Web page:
A Lecture – Voices from the Little Bighorn

As they say, there are three sides to every story – Yours, Mine, and the Truth.

David, the girls, and I were there to hear the Lakota side of the story.

As we entered the auditorium, we passed up the snacks and coffee and took our seats. Watching the chairs fill up, I said to Mallory and Eileen that they were the youngest people in the room. As other young students began filing in, I was glad for Mallory and Eileen’s sake. The lecture would not solely be for people with wrinkles.

Every seat in the house was taken for the presentation of “Voices from the Little Big Horn”.

The pony-tailed academic announced the professor, and the teenage girl seated in front of us began to use her tablet – to play on Tumblr.

According to the professor, Custer’s Last Stand was the Lakota’s Last Stand. He told accounts of the battle from the perspective of oral histories passed down by the Lakota Indians.

One of the most romantic stories, I think, is that of General Custer having a relationship with a beautiful Lakota maiden. (The professor showed us a picture of her and she was indeed, lovely.)

In support of this, the professor said that upon the death of General Custer at the Battle of Little Bighorn, Lakota women were said to pass over Custer’s body and not to harm it because he was a relative.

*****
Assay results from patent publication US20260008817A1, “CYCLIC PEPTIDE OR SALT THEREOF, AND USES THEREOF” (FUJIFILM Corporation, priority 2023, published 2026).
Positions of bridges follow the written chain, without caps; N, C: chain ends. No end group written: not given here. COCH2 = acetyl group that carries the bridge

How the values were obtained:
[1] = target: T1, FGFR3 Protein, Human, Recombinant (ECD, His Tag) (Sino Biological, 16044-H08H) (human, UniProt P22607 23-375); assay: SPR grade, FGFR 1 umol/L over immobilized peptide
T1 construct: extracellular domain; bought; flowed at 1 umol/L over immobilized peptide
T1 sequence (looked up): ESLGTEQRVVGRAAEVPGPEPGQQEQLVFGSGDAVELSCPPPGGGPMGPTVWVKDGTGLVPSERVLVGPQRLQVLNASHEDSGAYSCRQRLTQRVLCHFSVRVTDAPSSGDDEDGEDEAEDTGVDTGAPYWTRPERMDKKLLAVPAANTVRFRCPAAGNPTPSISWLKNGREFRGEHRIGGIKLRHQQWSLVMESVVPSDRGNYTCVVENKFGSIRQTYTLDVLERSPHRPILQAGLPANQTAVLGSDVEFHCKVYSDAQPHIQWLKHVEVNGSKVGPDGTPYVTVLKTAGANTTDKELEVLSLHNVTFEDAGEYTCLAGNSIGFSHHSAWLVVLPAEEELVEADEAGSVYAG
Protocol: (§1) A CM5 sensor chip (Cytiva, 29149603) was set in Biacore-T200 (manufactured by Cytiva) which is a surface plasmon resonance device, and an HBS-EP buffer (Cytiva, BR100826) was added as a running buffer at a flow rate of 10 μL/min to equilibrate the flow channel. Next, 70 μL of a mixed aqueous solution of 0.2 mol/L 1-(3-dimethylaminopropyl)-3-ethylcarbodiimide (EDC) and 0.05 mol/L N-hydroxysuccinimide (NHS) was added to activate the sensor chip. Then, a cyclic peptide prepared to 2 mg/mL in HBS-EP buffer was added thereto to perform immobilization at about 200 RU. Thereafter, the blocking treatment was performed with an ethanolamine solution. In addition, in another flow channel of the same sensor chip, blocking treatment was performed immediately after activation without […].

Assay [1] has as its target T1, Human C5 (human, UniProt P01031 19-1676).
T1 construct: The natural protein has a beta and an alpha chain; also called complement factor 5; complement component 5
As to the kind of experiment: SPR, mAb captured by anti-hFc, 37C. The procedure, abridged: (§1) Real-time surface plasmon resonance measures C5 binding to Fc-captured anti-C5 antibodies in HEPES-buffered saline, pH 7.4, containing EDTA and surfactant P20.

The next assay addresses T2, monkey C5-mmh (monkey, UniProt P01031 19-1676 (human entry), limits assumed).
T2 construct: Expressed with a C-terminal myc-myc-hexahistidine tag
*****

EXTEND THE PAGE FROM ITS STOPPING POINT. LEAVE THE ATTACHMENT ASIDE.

The lecture continued.

Indian chiefs and medicine men always make fascinating subjects and so it was with the stories of Sitting Bull. The most interesting information being that he worked with Buffalo Bill. Sitting Bull was said to be a generous man and money that he earned from the Wild West Shows was sent back to his people for food and other necessities.


Sitting Bull and Buffalo Bill


As I listened to the professor’s speech, I was aware that he was not politically correct. When his lecture was over, he took questions from the audience. And although, most asked questions using the term  Native American, he referred to the Lakota, Crow, and Sioux as Indians.

It was refreshing! We have more than enough of “newspeak“. I don’t know what the Indians think, but I’ve never considered that label one of disrespect.


Here’s a picture I took at the Little Bighorn National Monument near the town of Garryowen in south central Montana.

I understand Garryowen is still for sale.

In light of that, you may enjoy reading:


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